I yesterday told you that I believe religious philosophies do not help at all when someone is in grief about the loss of a loved one. I told you that you just have to accept it. Of course that is the reality but there are some stages to it and I would like to tell you from my own experience how I think that process looks like.
First of all, there is a time of shock. Of course the depth and length of this shock depends very much on the question whether it was an expected or unexpected death and how close you were to the deceased.
If I speak of myself, it was one week in the case of my younger sister, who died in a car accident in 2006, while I was not even in India. For a complete week, I was like a madman, not able to accept what had happened. I did not cry and couldn’t let it out. One morning I got up and told my younger brother he should search for her on Google, we would find her there, she would be there! I was simply in denial of reality. One day however, reality reached me and I could finally cry.
After Ammaji died with all of us around her, in spite of our effort to take her to the hospital, I felt like a stone again. Since the moment we knew that she had left us forever until her cremation was over, no tears reached my eyes. Only when we came back to the Ashram, an empty Ashram without my mother in there, grief hit me and I cried. We all cried.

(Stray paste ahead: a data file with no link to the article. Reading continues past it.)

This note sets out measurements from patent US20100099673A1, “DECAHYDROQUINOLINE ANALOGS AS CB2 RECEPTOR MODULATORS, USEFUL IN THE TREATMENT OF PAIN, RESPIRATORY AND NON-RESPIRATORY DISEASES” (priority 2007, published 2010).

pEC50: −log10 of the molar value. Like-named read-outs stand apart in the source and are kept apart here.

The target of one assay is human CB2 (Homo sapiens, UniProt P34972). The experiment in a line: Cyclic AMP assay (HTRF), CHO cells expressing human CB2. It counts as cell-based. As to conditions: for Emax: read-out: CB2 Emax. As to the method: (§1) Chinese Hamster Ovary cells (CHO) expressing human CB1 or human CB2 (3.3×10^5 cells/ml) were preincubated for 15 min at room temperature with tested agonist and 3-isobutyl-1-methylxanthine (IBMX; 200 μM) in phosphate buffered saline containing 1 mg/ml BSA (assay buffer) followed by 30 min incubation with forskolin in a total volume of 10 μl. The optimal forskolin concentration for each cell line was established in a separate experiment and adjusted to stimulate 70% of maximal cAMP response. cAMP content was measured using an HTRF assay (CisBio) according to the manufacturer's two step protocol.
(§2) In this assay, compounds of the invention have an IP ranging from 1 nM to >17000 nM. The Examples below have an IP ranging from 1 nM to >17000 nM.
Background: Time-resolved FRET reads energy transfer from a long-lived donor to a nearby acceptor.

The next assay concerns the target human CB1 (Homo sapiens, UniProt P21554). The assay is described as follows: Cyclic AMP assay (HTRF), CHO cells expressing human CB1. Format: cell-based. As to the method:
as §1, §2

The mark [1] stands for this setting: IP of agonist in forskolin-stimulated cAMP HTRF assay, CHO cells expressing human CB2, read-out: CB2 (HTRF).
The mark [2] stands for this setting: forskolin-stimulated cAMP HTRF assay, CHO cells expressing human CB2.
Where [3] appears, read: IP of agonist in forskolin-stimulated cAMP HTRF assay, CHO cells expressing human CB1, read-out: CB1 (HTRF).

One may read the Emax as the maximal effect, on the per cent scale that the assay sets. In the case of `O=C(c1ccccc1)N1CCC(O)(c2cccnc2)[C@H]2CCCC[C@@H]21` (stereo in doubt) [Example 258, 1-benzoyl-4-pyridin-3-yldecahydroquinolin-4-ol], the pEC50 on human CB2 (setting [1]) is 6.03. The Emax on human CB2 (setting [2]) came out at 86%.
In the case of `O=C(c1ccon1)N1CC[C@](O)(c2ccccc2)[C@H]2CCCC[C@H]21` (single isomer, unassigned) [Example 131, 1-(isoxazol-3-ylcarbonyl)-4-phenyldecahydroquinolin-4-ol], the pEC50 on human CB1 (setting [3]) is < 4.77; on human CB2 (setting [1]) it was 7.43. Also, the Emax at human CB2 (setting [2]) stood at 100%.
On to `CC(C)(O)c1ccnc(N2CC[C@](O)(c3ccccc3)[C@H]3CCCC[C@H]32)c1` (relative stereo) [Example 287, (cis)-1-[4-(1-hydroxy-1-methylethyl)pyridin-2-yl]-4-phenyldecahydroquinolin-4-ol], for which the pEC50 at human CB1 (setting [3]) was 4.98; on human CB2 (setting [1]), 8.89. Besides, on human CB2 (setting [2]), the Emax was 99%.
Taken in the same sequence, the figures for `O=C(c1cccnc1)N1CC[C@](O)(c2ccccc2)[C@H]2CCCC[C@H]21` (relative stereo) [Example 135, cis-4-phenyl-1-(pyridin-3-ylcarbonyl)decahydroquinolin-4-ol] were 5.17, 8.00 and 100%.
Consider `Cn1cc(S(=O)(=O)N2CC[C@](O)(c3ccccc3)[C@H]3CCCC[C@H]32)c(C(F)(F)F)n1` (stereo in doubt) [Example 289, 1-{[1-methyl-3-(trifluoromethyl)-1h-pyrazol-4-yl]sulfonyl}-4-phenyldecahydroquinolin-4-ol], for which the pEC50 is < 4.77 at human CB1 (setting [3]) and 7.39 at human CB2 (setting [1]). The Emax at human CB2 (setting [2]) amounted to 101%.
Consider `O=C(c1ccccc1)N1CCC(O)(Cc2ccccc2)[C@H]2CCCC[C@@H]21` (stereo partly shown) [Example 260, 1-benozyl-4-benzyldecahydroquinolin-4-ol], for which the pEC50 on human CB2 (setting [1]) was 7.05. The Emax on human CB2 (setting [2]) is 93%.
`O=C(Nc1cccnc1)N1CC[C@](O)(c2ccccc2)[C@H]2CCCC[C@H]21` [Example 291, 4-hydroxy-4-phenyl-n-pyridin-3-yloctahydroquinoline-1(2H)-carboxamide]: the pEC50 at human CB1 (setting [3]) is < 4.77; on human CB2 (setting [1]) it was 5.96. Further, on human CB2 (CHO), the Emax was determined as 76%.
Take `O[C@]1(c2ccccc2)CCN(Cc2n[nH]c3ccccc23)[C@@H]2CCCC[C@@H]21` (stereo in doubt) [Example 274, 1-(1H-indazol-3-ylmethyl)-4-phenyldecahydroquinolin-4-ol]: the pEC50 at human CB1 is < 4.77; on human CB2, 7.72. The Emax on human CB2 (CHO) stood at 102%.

This is, I believe, the next step, and a very important one, too. You need to let the grief take over. Allow the sadness to pour out of you, in the form of tears and sobs, let your crying shake you. It is necessary to go through this and to not hold your emotions back!
I know that many people don’t let this step happen properly. Whether it is their own nature or their culture, they keep up that wall of stone around their heart and just don’t let the pain get out. They suppress, something which is never good. You have to allow it for it to pass. You can do it alone in your room but I tell you, nobody will judge you for those tears! Sharing the grief with someone else will not only give you faster relief but it will eternally connect you with this other person!
Life will go on. You will need to adjust and maybe that gap that this person left will never be filled. For a time I was not able to look at my sister’s pictures at all. Even with Ammaji’s pictures it was hard. But I believe it is healthy to take them out after some time and revive the beautiful memories of an earlier time.
There may be people who in our situation would never again eat Gakadiya (bread on open coal fire) or Gajar ka Halwa (a sweet carrot dish) again – because our mother made the best of the world and we only ever ate it from her hands. We know how to prepare it though and we have staff who learned from her, so we cook and eat. While we eat, we remember the taste of Gakadiya and Gajar ka Halwa made by her hands and then maybe shed a tear or two together or just eat together in memory of her love.
Life goes on and we go on along with it. We keep the memories in our hearts and feel the love. Don’t try to ban the memories from your heart. Live them, love them and feel how they bring that person very close to you again, in your heart.